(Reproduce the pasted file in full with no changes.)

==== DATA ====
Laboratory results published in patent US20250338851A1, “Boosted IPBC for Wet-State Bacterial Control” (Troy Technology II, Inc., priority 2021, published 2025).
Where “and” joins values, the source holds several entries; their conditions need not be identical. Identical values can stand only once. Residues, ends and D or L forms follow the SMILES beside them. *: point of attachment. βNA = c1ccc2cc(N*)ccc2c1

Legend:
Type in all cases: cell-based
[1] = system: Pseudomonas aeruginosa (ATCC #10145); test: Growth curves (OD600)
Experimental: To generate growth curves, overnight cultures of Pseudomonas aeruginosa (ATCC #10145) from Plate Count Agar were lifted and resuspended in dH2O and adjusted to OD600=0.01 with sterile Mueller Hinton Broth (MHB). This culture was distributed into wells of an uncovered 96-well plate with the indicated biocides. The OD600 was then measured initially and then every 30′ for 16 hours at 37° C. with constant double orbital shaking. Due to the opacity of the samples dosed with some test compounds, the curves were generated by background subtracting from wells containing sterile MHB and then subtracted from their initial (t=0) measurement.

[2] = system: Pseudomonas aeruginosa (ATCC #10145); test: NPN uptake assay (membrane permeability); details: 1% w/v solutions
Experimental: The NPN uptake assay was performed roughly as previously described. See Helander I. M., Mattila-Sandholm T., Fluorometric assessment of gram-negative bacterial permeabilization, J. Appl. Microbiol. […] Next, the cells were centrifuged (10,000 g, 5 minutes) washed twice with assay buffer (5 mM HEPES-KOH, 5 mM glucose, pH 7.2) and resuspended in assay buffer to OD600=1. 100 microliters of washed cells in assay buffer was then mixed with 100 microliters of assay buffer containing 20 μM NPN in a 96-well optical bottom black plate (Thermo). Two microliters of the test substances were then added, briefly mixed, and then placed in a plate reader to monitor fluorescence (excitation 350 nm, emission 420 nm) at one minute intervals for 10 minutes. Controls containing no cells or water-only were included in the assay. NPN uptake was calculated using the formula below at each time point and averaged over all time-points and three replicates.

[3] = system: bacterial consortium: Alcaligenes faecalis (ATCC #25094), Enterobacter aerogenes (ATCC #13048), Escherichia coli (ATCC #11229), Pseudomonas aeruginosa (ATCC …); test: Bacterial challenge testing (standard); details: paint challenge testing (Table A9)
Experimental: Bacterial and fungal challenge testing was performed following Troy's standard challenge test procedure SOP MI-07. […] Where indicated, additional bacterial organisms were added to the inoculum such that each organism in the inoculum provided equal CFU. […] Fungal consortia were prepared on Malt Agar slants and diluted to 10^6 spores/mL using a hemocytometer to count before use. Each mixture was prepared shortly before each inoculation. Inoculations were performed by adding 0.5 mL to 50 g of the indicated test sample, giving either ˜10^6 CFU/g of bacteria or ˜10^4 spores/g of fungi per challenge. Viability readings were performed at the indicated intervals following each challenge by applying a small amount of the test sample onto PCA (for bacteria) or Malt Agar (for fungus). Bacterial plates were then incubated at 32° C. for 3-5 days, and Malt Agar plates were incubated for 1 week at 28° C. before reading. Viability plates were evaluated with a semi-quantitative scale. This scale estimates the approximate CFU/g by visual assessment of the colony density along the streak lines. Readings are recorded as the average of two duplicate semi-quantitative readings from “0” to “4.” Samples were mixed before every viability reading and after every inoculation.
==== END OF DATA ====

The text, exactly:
Laboratory results published in patent US20250338851A1, “Boosted IPBC for Wet-State Bacterial Control” (Troy Technology II, Inc., priority 2021, published 2025).
Where “and” joins values, the source holds several entries; their conditions need not be identical. Identical values can stand only once. Residues, ends and D or L forms follow the SMILES beside them. *: point of attachment. βNA = c1ccc2cc(N*)ccc2c1

Legend:
Type in all cases: cell-based
[1] = system: Pseudomonas aeruginosa (ATCC #10145); test: Growth curves (OD600)
Experimental: To generate growth curves, overnight cultures of Pseudomonas aeruginosa (ATCC #10145) from Plate Count Agar were lifted and resuspended in dH2O and adjusted to OD600=0.01 with sterile Mueller Hinton Broth (MHB). This culture was distributed into wells of an uncovered 96-well plate with the indicated biocides. The OD600 was then measured initially and then every 30′ for 16 hours at 37° C. with constant double orbital shaking. Due to the opacity of the samples dosed with some test compounds, the curves were generated by background subtracting from wells containing sterile MHB and then subtracted from their initial (t=0) measurement.

[2] = system: Pseudomonas aeruginosa (ATCC #10145); test: NPN uptake assay (membrane permeability); details: 1% w/v solutions
Experimental: The NPN uptake assay was performed roughly as previously described. See Helander I. M., Mattila-Sandholm T., Fluorometric assessment of gram-negative bacterial permeabilization, J. Appl. Microbiol. […] Next, the cells were centrifuged (10,000 g, 5 minutes) washed twice with assay buffer (5 mM HEPES-KOH, 5 mM glucose, pH 7.2) and resuspended in assay buffer to OD600=1. 100 microliters of washed cells in assay buffer was then mixed with 100 microliters of assay buffer containing 20 μM NPN in a 96-well optical bottom black plate (Thermo). Two microliters of the test substances were then added, briefly mixed, and then placed in a plate reader to monitor fluorescence (excitation 350 nm, emission 420 nm) at one minute intervals for 10 minutes. Controls containing no cells or water-only were included in the assay. NPN uptake was calculated using the formula below at each time point and averaged over all time-points and three replicates.

[3] = system: bacterial consortium: Alcaligenes faecalis (ATCC #25094), Enterobacter aerogenes (ATCC #13048), Escherichia coli (ATCC #11229), Pseudomonas aeruginosa (ATCC …); test: Bacterial challenge testing (standard); details: paint challenge testing (Table A9)
Experimental: Bacterial and fungal challenge testing was performed following Troy's standard challenge test procedure SOP MI-07. […] Where indicated, additional bacterial organisms were added to the inoculum such that each organism in the inoculum provided equal CFU. […] Fungal consortia were prepared on Malt Agar slants and diluted to 10^6 spores/mL using a hemocytometer to count before use. Each mixture was prepared shortly before each inoculation. Inoculations were performed by adding 0.5 mL to 50 g of the indicated test sample, giving either ˜10^6 CFU/g of bacteria or ˜10^4 spores/g of fungi per challenge. Viability readings were performed at the indicated intervals following each challenge by applying a small amount of the test sample onto PCA (for bacteria) or Malt Agar (for fungus). Bacterial plates were then incubated at 32° C. for 3-5 days, and Malt Agar plates were incubated for 1 week at 28° C. before reading. Viability plates were evaluated with a semi-quantitative scale. This scale estimates the approximate CFU/g by visual assessment of the colony density along the streak lines. Readings are recorded as the average of two duplicate semi-quantitative readings from “0” to “4.” Samples were mixed before every viability reading and after every inoculation.